New Gardener Series: Climate Smart

No matter where you are in your gardening journey there is one thing you can never account for, and that's nature, which includes that wonderful, woeful and annoying thing we call weather. As growers we all know we need rain, but it safe to say since early October we have had enough rain to fill all the reservoirs of the world. We have had plenty of wind, and the last one, laughingly called Desmond, in a vain attempt to some how blend that groundbreaking sitcom with gales in a jaunty pork pie hat did a lot of damage to many of us North of Birmingham. This is a perfect example of how sometimes things don't go our way and the damage left behind can often be overwhelming, destructive and in all cases, heartbreaking. It is easy to give up but we hope you read on and realise that we can never give up what we love.

Learn to adapt in the garden

Compared to many we got off lightly at Pig Row, we actually went out to check our glasshouse before the storm and found that in the last gale it had torn one of the bolts of a side panel. It doesn't bear thinking about what could have happened if we hadn't caught this one, and it shows the importance of regular maintenance checks of greenhouses over late autumn and winter. We have sadly lost our arch which was made by our friend, Rupert, back in the summer of 2012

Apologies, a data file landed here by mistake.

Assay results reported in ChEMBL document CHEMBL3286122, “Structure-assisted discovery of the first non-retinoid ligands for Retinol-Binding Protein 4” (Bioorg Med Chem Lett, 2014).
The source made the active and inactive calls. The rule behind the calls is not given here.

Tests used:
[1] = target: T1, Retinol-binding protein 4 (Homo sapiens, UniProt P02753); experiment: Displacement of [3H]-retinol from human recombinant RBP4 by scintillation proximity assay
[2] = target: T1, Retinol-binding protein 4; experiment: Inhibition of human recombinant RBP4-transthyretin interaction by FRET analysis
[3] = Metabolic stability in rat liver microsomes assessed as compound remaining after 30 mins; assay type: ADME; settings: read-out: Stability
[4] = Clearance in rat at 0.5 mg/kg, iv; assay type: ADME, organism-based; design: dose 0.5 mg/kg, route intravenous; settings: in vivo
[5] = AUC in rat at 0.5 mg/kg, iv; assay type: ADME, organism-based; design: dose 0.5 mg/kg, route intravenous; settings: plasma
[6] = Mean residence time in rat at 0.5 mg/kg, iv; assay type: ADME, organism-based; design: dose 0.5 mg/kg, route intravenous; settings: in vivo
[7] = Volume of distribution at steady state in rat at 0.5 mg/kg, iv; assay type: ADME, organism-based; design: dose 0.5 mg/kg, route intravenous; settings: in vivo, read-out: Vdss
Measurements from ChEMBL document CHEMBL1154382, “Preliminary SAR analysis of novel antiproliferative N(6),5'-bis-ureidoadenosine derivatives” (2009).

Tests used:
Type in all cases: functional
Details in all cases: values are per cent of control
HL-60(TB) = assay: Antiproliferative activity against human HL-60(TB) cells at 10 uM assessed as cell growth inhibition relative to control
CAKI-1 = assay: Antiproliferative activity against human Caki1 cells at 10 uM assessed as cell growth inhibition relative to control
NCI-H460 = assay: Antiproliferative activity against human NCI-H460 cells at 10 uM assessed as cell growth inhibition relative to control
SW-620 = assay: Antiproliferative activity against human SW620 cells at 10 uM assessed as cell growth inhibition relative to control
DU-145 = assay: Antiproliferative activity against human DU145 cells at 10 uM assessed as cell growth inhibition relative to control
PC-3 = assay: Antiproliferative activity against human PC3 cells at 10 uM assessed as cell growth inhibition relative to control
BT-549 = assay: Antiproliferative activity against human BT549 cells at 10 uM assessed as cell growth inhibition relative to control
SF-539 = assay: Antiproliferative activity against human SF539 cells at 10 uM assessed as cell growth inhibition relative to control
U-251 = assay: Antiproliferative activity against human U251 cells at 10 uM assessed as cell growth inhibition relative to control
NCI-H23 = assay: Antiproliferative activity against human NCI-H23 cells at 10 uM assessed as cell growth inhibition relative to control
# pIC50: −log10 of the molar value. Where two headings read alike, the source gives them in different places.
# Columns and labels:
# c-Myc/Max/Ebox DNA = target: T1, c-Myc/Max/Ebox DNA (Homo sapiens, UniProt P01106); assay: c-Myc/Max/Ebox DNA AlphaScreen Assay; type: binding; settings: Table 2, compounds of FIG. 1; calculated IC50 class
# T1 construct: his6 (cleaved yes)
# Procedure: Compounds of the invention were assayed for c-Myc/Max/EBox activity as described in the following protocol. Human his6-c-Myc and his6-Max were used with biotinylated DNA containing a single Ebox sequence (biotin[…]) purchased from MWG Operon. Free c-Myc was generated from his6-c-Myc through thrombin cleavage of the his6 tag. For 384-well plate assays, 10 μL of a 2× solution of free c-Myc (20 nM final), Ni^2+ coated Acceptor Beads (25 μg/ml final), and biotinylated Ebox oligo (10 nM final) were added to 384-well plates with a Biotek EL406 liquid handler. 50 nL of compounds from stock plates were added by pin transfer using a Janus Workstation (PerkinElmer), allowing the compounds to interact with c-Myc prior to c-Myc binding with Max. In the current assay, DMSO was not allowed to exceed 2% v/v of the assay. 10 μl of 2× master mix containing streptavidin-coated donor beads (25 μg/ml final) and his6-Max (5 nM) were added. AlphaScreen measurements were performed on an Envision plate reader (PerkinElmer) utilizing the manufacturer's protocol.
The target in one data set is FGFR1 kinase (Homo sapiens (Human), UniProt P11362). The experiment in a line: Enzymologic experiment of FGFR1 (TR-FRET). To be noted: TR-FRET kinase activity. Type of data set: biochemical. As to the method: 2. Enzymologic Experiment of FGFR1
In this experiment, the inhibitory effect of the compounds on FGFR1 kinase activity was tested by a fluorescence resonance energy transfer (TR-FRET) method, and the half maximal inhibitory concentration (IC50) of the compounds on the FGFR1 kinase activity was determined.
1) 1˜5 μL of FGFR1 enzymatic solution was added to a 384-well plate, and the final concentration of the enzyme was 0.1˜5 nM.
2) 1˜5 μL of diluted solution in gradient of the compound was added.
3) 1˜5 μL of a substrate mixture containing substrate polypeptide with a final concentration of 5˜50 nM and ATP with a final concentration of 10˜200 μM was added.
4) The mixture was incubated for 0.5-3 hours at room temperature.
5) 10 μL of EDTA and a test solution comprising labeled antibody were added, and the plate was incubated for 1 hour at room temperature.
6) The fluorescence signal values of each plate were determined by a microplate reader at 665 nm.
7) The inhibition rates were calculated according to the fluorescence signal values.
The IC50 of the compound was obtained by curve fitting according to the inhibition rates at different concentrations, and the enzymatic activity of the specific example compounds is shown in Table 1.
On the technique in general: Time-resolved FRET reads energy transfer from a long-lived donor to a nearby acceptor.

Weather can damage a garden

It simply couldn't stand up to another gale and was snapped in two. This isn't the end of the world, we had it for three summers and it was only ever a temporary structure. Now the hedges are taller we can start to train them into an arch. Heck, we could even take what is left of the arch and rebuild it. When one door closes, another one opens, unless you are in a dead end corridor, then jump out the window and hope for a soft landing. We have over the years of growing in allotments, community groups and in our small garden at Drovers lost more to wind then we'd care to remember. The was the year our new fence decided to take off and Andrew with a neighbour wrestled it back into place with some long screws and four letter words. Those wonderful pop up greenhouses, with the plastic covers, we have seen one of our's become a wonderful swirling kite in the air, seed trays and seedlings cast to the four winds. We have even seen a trailer laden full of bare root plants get picked up at a blustery community planting day and tumble down a hillside, unfortunately as it dug deep scars into the earth it didn't miraculously plant the bare rooted trees. In all cases, we picked ourselves up because when nature strikes it is not personal, this planet is unaware of our existence, it will carry on whether we are here or not, and maybe that is why we should start to respect it more than we do.